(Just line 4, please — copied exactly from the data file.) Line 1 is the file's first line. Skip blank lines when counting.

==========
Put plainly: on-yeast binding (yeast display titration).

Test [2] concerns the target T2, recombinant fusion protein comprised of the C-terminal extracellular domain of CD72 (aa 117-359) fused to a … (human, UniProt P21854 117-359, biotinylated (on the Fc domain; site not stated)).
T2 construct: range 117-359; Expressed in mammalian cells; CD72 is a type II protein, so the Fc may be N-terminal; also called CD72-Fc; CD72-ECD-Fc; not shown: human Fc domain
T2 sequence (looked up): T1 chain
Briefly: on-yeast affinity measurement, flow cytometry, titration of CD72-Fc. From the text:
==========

T2 sequence (looked up): T1 chain